BRATTLEBORO -- For 11 continuous years, Michael Cerulli Billingsley of Brattleboro has traveled to Ireland’s southwest counties to unravel some of the mysteries of ancient Bronze Age Ireland. He will give an illustrated talk about the work of the Irish Spiritual Heritage Associate on Thursday, Jan. 16, at 6:30 p.m. at Brattleboro Savings & Loan, in the Community Room.

The prehistoric time of Irish "mythic history" is difficult to penetrate, but Billingsley and his annual team of volunteer helpers from northern New England have begun to find significant evidence of a ritual landscape which meshes somewhat with the ancient stories.

The earliest successful settlers of Ireland, sometime between 4200 and 3800 BC, left a record which is partially preserved in new archaeological finds (attributed amongst others, to Billingsley and his team) and partly within conflated but once-accurate oral records. As Christian monks of Medieval Ireland redacted, translated and expurgated old accounts to suit the sensibilities of their new religion and their Rome-influenced Catholic supervisors, many powerful traditions were badly represented. At the time of the Great Famine (or Starvation) in the 1840s, many "pagan" traditions which fell under the heading of the "Old Faith" were condemned and forbidden ... successfully suppressed, finally and almost conclusively.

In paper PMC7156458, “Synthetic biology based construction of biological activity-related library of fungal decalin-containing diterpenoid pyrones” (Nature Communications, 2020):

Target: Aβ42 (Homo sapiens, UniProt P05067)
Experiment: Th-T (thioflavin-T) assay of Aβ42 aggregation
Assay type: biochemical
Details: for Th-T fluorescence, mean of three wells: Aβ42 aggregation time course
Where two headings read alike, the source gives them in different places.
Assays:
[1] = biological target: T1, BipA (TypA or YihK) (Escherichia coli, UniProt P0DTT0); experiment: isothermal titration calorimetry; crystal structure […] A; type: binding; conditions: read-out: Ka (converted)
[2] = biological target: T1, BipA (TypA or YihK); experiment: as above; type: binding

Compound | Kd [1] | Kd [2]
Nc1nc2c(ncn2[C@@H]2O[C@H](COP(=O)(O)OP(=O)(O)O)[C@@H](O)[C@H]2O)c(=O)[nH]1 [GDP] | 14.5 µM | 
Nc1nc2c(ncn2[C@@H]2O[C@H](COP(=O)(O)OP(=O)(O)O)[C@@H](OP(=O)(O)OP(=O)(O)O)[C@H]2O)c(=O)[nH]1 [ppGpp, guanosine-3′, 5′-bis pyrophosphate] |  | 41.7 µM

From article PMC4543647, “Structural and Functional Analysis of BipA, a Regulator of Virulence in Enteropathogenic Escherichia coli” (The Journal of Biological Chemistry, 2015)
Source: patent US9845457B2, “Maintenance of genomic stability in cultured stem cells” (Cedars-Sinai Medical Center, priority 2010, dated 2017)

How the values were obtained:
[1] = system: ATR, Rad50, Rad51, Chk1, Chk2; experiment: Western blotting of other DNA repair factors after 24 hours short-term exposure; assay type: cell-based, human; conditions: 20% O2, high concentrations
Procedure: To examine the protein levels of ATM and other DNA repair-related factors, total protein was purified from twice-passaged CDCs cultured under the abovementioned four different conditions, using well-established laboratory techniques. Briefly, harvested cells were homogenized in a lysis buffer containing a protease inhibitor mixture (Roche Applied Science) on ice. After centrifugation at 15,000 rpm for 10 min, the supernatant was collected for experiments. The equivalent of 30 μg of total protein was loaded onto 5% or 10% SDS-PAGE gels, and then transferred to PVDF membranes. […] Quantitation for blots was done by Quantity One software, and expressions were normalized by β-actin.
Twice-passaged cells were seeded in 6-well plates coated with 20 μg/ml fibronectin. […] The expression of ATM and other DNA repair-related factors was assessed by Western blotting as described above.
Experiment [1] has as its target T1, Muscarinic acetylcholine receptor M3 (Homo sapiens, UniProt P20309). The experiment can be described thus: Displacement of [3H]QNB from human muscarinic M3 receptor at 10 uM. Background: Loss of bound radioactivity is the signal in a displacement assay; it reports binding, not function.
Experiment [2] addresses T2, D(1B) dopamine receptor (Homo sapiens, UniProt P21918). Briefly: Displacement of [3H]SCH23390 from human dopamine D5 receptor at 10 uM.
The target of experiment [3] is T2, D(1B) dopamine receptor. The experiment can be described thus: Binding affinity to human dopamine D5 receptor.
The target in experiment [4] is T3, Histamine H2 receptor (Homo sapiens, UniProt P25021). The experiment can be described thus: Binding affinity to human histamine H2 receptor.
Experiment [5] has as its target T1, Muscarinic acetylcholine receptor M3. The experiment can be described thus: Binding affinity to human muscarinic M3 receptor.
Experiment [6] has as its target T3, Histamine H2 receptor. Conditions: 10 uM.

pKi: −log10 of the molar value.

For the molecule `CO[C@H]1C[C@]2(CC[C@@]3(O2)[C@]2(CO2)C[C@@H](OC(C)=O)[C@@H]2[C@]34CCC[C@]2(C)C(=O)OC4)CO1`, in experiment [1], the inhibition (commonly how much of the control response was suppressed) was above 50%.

Working with Irish folklorists, historians and folklorists, Billingsley has found a consistent thread to old histories, some of which yielded physical structures in the landscape previously unnoticed under the grass. An increasingly complex and unified cosmological view solidified around 1600 BC ... centered around the ancient spiritual center of Lough Gur in County Limerick. This new information adds considerably to what has already been learned from the similarly rich area throughout the Boyne Valley and early monuments like Newgrange and Knowth.

Ireland between 3200 and 1100 BC experienced a number of spiritual, climate and geologic upheavals (including major tsunamis) as well as a shift in population and several successful depredations by North African sea pirates. Much of the "Old Faith" was wiped out, in part by the arrival of the Gaels from Iberia and in part by natural disasters. Field research in County Limerick and County Kerry especially, with new work underway also in County Roscommon and County Mayo, leads now to a better understanding of some of the social and environmental forces at work in old Ireland.

The illustrated talk and discussion will last until 9 p.m. and will be preceded by a short social time with wholesome snacks and hot beverages. Volunteer members of the previous field research from 2003 through 2012 are invited to bring edited photo shows of up to 15 minutes to show after the mid-break. Irish Spiritual Heritage Association and Working Pilgrimages will conduct the 2014 field research in County Limerick and County Mayo beginning on April 25 and lasting until May 17.

For more information about the event, or to inquire about the next field research trip, contact Billingsley at or write the Irish Spiritual Heritage Association at 440 Canal St., Brattleboro, VT 05301.

The Brattleboro Savings & Loan Community Room is accessed through the rear door, at 221 Main St. in Brattleboro. This public event is free. Donations toward the work of ISHA are welcome.